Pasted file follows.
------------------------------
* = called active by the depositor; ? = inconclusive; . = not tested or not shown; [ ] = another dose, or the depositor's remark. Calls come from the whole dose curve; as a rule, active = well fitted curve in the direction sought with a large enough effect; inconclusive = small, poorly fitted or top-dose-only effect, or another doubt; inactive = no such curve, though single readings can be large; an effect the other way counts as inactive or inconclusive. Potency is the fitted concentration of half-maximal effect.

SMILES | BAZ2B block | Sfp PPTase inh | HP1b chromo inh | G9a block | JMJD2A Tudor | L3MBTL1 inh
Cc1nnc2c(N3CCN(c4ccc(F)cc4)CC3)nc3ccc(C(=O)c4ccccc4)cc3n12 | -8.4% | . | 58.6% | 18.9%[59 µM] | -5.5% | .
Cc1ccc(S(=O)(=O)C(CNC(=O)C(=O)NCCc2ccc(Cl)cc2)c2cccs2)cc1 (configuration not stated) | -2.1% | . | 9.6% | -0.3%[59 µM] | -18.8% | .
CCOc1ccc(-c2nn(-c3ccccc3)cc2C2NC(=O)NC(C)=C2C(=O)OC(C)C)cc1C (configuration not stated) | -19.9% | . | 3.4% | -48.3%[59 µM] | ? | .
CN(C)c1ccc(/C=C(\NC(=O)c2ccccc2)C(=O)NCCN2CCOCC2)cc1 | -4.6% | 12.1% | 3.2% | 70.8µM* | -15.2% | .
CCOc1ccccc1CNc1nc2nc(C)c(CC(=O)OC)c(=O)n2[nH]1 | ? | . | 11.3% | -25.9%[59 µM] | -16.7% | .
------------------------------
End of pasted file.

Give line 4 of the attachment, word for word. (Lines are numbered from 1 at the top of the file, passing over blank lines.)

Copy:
Cc1ccc(S(=O)(=O)C(CNC(=O)C(=O)NCCc2ccc(Cl)cc2)c2cccs2)cc1 (configuration not stated) | -2.1% | . | 9.6% | -0.3%[59 µM] | -18.8% | .